I’m the middle of a fascinating book called Dangerous Games: What the Moral Panic over Role-Playing Games Says about Play, Religion, and Imagined Worlds. Author Joseph Laycock explores, with great detail and insight, the parallel worlds of role-playing games and religion. For three decades, role-playing games like Dungeons and Dragons were at the center of a moral panic involving everything from fears of cults, satanists, to a lost generation of super predators. His thesis is that role-playing games were threatening to the religious right because, if communities could create such intricate, imagined, and meaning-making worlds through games, does that mean that religion itself is a sort of game? But beneath this initial thesis lie some profound insights for people like me who still greatly value religion, even as I doubt the existence of a personal God.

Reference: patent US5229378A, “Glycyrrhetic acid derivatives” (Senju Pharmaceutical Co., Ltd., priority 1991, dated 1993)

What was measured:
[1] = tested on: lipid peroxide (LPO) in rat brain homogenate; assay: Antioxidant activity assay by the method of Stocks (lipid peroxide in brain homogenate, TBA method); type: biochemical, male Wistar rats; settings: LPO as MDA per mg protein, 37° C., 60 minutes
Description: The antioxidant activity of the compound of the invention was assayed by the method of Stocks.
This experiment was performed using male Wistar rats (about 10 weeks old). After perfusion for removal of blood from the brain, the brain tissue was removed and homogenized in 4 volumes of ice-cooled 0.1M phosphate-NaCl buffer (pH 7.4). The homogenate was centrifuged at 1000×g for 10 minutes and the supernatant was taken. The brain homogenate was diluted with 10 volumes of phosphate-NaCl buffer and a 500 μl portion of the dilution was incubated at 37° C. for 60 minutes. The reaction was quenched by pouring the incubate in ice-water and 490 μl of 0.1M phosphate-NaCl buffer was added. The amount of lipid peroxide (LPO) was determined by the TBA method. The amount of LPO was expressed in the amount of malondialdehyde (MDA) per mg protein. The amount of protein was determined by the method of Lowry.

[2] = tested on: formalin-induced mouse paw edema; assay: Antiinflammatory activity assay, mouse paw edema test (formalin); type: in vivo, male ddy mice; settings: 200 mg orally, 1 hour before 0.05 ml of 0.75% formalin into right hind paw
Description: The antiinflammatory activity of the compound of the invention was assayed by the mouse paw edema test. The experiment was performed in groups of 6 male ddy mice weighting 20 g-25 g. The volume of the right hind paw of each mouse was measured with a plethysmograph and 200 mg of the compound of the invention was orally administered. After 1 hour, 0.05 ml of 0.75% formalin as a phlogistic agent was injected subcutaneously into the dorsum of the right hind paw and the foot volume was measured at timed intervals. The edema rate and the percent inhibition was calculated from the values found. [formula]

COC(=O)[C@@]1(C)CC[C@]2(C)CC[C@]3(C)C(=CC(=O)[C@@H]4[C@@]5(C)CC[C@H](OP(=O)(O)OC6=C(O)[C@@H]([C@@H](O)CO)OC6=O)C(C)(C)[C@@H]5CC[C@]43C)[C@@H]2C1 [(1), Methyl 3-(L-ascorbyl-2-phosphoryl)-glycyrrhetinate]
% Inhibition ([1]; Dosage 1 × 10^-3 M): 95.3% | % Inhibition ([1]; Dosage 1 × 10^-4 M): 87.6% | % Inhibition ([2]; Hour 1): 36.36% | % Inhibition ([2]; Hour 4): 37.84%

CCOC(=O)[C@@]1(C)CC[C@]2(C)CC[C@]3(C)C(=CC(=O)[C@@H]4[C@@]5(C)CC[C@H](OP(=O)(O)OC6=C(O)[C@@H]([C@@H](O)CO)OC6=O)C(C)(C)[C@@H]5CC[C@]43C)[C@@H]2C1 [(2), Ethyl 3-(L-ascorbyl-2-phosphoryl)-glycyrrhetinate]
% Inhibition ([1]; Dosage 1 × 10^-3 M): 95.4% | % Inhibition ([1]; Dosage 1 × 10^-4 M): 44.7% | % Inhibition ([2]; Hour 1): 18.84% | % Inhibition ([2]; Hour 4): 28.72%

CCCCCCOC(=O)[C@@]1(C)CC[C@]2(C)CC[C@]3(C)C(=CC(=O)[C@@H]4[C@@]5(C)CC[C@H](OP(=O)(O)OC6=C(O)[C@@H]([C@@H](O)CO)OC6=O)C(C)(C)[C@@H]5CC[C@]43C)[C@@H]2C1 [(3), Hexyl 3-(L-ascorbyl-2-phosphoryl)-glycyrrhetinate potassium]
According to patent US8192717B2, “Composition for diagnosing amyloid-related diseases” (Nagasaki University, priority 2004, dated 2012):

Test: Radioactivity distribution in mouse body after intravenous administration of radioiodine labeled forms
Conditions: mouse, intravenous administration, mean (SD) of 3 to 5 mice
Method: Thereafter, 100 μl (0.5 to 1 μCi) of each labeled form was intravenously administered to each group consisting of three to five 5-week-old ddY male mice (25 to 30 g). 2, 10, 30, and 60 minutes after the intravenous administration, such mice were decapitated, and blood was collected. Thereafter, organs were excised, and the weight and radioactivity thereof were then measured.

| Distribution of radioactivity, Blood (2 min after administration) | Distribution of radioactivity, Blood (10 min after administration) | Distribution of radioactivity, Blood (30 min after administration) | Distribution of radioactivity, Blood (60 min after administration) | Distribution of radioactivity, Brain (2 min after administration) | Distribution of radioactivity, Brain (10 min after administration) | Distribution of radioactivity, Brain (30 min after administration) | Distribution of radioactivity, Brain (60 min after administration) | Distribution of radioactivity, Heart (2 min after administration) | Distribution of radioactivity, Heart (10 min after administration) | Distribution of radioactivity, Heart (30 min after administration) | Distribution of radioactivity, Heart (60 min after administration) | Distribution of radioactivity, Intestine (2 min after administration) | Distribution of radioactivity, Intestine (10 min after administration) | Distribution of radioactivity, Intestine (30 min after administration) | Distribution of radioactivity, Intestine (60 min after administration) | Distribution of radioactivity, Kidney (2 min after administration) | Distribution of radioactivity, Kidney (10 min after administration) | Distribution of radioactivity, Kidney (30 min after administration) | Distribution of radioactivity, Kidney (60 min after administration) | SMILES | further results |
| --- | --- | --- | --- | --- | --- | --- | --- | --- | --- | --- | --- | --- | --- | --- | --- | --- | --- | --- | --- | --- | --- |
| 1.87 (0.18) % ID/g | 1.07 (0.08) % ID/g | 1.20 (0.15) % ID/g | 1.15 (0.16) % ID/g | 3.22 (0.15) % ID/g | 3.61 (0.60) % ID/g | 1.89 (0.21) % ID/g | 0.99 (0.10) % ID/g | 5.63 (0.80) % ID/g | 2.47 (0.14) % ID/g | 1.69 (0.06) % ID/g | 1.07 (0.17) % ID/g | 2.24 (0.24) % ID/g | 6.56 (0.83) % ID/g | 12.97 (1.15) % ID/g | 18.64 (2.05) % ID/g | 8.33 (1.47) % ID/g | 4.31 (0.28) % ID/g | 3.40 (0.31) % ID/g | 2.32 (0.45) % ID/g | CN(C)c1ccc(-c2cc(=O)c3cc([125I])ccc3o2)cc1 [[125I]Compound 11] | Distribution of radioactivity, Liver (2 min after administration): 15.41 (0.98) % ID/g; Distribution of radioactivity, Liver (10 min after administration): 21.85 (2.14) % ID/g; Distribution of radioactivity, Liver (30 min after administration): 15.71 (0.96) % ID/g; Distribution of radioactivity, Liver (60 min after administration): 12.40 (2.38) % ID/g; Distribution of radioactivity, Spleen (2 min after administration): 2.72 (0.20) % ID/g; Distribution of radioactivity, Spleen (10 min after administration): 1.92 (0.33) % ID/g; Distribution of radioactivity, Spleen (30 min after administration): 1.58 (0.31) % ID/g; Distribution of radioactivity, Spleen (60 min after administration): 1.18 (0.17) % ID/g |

Last week, I wrote that the future of the world depends in no small part upon how we – the normal, everyday people who populate this globe, practice our capacity for presence and focus. We live in uncertain times, but we are not helpless. As I argued in my previous post, we begin changing the world by putting our own houses in order.
This was a year of hermitage. It was a year of letting many of the social, creative, and interactive plates I was spinning come crashing to the ground. I needed to retreat to focus on more important things: my mental health, and my work. My involvement in gay activism all but vanished, and my previous blog, which had seen some mild and enjoyable success, collected cyber dust and eventually expired.